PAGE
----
Gillian McKeith wagging fingerI used to laugh at the twaddle in the newspapers, and especially the TV programmes featuring the hilarious poo picker Gillian McKeith. But it just isn't funny any more. The combination of zealotry with the fraudulent use of 'research data' is killing off all sorts of normal fun. Take passive smoking — the proposition that cigarette smokers kill innocent bystanders by giving them lung cancer. This has now spawned the smoking ban. Not a law to confine these pariahs to smoking rooms within an establishment. No. A total ban - and country pubs are closing in unprecedented numbers. The darts teams and bar billiards teams, once part of the social fabric in my part of the world, are banished (despicable types who smoke, y'see). Not that those who banished them have rushed to fill the void – these zealots don’t drink in pubs, and would probably like to ban that too. After all, they know that a pint of beer a day could increase the risk of bowel cancer by 10%!

The truth, by the way, is that the biggest risk factor in getting bowel cancer is partly genetic predisposition, but mostly it's age. 83% of cases occur in people over (usually well over) 60. Statistically a few pints of beer are insignificant. Living too long is the real problem, as the longer we live the greater the risk of geriatric disease. We can't stop time, but we can stop enjoying a pint and thereby convince ourselves that we might avoid the reapers scythe for a few more (rather miserable) years.

Danger poison logoAnd as well as denying ourselves the odd beer, we must be careful to cut out any 'bad food' that we may read about in the morning paper, and eat loads of whichever disgusting vegetable, algae or slime is hailed as the new "superfood". It's all fad after fad. Remember those vile drinks made out of juiced grass a few years back? There were even juice bars opening with ranges of different grasses to drink. Ugh! Fads may come and go, but the idea that the key to immortality lies on our plate persists. And so we now have a new condition:

Orthorexia nervosa An obsession with healthy eating and drinking - coupled with the belief that most food and drink is in some way poisonous.

Smart companies are making huge profits out of this pseudo science and the seemingly limitless gullibility of the public - one has TV ads selling "low calorie water" (presumably vastly superior to that high calorie fattening stuff that comes out of the tap). And people buy it! Amazing! Perhaps I should start a company selling low calorie air and make a fortune.

So what is all this hysteria about? Whatever the reason (perhaps it’s to do with the loss of religion and belief in an afterlife) I think that people have simply become afraid to die, and those of us who accept a modest amount of risk in our daily lives are regarded as dangerous heretics.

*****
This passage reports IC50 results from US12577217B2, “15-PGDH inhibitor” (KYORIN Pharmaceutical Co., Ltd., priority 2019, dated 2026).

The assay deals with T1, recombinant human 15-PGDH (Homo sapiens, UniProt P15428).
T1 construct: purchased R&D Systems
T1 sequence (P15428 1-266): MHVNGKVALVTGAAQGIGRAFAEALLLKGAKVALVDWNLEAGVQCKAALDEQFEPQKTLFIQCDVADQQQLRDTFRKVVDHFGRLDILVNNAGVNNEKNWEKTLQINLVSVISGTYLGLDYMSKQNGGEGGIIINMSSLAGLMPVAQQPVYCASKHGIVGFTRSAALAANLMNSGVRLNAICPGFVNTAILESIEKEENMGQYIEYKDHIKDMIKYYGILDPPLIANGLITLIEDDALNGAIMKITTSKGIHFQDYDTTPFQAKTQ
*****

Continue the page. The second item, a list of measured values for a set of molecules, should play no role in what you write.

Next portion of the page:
"If, as many now believe, only oblivion follows death, then clinging to life is crucial. The pursuit of health and longevity becomes the nearest thing to a transcendental purpose of life on earth that anyone can have."

James LeFanu.
"I've got my own life to live.
I'm the one that's gonna die when it's time for me to die,
So let me live my life the way I want to.
Yeah, sing on brother, play on drummer."

Jimi Hendrix.

Tonight Miss W and I agreed that we're with Jimi on this one. Now then, where's that corkscrew?

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Tuesday, September 8, 2009

Snip snip go the scissors...

With hundreds of people carefully cutting out one particular page of the October TGO magazine, now seems a good time to add to the archive of challenges past.

This month in our TGO Challenge section, Mike Knipe explains why he is not writing up the 2009 challenge (go to the article here), and Derek Emsley recalls 1999, when he made the first "three generation" crossing with his son and grandson.

Mike Daniels' 1987 Challenge with the late Iain Matheson, taking in all the 4000' hills, attracted a lot of interest. In a similar spirit, another pair of challengers set out this year with the objective of a high level crossing - as high as possible. They achieved their crossing at an average height of 599 metres, which bearing in mind the start and finish are at 0 metres, and some of the weather in between was not exactly benign, is pretty impressive.

That's coming soon. Watch this space ...


Wednesday, September 2, 2009

"I know a hawk from a handsaw"

Meandering through the October edition of TGO magazine, on the way to the TGO Challenge application form, I started reading Jim Perrin's column. What a terrific piece this is. Jim's literary references are just perfect - and anyone who progressed beyond Lilliput in Gulliver's Travels will relish the way Swift's satirical swipes find their targets so accurately today.